Strange Scaffold’s next game is about stalking and sacrificing your neighbours to keep the world from ending


Following game concepts including Max Payne with vampires, Kojima’s Strands with witches, organ trading, and an airport for aliens currently run by dogs, Xalavier Nelson Jr’s Strange Scaffold studio are back with another doozy. They’ve announced a release date of April 16th for Life Eater, a game about a modern-day druid who must kidnap and sacrifice people every year to sate a dark god and keep the world from ending. I know what you’re thinking: surely he’s insane in the membrane, insane in the brain. But what if he isn’t?

Life Eater – ANNOUNCEMENT TRAILER

A press release says the kidnapping simulator is “inspired by the Saw media franchise and the apocalyptic paranoia of 10 Cloverfield Lane.” You’ll have to stalk your neighbours to discover suitable victims and their lives, then abduct and sacrifice them before either the cops find you or, you know, the world ends.

Grim scenes in a Life Eater screenshot.

It plays out through a timeline patterned after video editing software | Image credit: Frosty Pop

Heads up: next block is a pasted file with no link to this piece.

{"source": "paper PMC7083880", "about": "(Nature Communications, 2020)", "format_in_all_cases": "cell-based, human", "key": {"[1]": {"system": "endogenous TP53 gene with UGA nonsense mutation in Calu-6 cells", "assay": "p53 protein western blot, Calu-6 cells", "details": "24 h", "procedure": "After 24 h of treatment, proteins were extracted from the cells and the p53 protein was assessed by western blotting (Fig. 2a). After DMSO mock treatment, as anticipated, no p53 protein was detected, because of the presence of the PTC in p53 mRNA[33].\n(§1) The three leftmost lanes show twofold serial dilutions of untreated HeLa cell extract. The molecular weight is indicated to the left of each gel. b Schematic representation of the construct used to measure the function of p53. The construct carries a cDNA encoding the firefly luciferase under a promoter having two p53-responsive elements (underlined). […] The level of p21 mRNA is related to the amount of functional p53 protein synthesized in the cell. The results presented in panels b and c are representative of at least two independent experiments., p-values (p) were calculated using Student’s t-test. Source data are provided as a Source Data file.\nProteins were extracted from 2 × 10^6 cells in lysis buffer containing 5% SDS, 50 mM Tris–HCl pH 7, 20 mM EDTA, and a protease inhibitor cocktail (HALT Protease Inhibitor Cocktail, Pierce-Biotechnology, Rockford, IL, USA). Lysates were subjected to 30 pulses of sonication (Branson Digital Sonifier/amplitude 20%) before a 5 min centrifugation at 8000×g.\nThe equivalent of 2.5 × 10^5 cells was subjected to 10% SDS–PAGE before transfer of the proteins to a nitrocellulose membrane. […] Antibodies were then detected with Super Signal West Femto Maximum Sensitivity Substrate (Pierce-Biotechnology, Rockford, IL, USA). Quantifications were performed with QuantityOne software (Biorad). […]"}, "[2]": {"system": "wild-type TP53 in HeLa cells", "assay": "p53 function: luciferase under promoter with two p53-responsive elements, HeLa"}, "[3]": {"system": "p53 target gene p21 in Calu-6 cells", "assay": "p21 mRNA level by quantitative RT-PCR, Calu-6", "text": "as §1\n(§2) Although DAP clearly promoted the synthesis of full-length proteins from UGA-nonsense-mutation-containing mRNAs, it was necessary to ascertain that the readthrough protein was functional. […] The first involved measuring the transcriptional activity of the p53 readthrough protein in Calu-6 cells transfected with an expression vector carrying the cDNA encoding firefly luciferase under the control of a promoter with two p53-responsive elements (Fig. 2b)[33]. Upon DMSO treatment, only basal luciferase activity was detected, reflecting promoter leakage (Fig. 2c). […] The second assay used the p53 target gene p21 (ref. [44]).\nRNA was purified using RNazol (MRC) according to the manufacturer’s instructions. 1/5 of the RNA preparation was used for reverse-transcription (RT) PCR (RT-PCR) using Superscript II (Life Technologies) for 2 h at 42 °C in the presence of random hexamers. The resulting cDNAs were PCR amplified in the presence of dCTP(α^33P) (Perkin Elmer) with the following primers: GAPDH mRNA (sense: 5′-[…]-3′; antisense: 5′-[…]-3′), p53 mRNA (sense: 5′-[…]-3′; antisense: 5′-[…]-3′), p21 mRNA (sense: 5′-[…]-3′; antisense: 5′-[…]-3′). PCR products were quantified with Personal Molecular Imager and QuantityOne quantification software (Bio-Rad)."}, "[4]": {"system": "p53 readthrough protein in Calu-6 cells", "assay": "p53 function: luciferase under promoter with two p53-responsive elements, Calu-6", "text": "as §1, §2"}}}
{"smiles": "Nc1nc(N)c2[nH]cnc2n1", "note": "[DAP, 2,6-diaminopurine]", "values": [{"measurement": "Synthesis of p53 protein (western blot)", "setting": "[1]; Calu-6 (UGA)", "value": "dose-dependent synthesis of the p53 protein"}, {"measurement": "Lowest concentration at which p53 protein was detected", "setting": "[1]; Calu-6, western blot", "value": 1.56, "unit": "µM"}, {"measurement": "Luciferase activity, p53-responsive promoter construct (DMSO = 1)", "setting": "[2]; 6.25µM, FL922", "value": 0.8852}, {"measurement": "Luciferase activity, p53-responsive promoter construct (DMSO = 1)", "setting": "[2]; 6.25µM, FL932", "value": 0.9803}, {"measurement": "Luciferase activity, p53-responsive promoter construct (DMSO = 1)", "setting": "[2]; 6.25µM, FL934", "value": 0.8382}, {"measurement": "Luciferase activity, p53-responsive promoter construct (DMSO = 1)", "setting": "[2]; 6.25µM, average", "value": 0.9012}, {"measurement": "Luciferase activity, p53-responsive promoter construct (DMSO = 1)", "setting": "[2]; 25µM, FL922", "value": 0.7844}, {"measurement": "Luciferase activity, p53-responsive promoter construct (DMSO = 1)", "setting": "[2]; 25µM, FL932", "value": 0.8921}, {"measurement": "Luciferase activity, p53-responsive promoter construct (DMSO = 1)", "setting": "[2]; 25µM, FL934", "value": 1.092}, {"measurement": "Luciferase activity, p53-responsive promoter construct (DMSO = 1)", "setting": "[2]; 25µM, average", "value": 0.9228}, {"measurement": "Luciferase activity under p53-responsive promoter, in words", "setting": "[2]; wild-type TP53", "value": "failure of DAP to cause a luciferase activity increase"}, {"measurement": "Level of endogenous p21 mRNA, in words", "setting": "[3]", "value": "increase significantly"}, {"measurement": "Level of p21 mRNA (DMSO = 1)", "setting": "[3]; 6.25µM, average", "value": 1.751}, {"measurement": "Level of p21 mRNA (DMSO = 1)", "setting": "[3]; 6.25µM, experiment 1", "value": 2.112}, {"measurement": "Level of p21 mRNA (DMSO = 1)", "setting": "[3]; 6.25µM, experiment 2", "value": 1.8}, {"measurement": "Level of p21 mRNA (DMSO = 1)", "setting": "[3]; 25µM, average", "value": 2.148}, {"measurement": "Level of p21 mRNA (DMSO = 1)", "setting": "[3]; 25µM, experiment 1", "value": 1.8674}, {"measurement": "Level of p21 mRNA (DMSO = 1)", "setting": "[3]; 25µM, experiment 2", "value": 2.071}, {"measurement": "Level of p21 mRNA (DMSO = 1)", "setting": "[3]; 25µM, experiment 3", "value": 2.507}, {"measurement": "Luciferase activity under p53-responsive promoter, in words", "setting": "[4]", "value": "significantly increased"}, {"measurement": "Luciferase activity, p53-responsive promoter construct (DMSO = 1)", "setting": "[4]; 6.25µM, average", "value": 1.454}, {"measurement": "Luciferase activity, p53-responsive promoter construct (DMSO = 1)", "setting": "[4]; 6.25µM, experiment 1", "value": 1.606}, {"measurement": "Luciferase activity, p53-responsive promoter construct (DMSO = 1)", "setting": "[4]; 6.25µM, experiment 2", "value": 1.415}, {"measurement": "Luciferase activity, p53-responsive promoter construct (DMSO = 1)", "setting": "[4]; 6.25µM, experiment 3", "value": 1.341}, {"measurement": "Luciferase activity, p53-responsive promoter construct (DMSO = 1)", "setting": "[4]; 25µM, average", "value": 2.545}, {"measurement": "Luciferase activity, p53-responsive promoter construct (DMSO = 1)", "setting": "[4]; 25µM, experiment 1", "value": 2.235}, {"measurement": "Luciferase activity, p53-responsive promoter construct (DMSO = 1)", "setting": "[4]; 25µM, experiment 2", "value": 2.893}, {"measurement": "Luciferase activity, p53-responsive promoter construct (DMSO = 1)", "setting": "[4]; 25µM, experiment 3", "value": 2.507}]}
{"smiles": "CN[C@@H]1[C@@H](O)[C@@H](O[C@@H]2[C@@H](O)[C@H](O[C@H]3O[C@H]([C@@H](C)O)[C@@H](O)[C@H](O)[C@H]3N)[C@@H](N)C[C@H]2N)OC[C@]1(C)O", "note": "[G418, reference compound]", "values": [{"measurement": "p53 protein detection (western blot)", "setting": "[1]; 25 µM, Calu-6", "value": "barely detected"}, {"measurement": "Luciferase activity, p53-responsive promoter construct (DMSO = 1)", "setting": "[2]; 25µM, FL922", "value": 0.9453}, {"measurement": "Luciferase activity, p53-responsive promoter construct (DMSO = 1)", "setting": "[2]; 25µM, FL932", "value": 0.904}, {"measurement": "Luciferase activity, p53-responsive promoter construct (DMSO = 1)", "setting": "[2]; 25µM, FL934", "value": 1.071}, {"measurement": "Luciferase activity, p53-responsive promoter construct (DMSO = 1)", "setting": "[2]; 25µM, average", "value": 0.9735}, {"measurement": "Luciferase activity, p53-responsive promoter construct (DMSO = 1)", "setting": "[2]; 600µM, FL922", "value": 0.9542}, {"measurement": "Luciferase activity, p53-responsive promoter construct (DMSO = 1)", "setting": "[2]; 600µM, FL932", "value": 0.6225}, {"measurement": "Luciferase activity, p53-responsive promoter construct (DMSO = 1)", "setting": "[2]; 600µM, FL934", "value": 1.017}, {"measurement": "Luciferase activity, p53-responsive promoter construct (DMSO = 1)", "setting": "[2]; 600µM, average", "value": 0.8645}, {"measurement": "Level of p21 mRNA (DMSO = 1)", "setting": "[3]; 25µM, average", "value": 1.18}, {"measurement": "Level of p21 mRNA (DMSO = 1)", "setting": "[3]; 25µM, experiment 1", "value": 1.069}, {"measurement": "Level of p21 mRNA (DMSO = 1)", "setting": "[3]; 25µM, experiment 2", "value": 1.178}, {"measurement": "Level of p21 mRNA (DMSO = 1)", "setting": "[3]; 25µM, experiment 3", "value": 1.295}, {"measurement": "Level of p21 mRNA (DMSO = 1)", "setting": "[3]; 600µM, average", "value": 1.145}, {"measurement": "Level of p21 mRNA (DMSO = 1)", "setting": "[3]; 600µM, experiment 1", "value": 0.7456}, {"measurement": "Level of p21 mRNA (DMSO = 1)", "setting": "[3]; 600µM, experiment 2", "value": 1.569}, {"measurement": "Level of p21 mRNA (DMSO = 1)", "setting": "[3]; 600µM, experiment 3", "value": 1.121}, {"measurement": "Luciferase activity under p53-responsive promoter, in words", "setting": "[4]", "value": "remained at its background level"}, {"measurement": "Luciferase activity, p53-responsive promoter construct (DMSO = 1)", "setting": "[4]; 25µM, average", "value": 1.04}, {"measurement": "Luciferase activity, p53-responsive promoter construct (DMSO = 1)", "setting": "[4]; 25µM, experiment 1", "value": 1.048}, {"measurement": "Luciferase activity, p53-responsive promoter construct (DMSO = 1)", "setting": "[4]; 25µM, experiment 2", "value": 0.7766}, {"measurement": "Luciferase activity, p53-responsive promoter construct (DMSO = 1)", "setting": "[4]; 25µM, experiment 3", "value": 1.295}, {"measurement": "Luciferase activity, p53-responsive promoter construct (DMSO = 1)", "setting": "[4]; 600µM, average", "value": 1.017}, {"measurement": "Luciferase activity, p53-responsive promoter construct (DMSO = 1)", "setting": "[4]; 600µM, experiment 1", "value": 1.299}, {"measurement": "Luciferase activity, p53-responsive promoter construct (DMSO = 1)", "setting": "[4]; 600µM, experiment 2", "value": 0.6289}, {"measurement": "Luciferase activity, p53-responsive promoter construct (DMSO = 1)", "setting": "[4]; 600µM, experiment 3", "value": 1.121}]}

I know, I know, clearly it’s setting up the idea that perhaps he’s a nut, he’s crazy in the coconut, and that boy needs therapy, but with the potential end of the world looming, dare you not? Namedropping 10 Cloverfield Lane does remind me that multiple terrible things can be happening at once. While the concept could pan out tediously edgy in the hands of many developers, I do trust Strange Scaffold’s ability to tell interesting stories. Besides, surely a video game wouldn’t let you do anything morally questionable.

Life Eater is headed to Steam on the 16th of April, priced at $15.

The release of Life Eater will be the first fruit of a five-game partnership between Strange Scaffold and publisher Frosty Pop. Coming up are: I Am Your Beast, a secret agent revenge thiller FPS; Frosty Pop’s fighting game Pillow Champ, which Nelson is writing on; a mobile version of the Max Payne-y vampire shooter El Paso; a mysterious “after-hours library horror game”; and “a co-op kaiju horror cooking title”.

Disclosure: Xalavier Nelson Jr. has written for RPS in years past, everything from reviewing Frostpunk to examining the assassins of Assassin’s Creed.





Credit : Source Post

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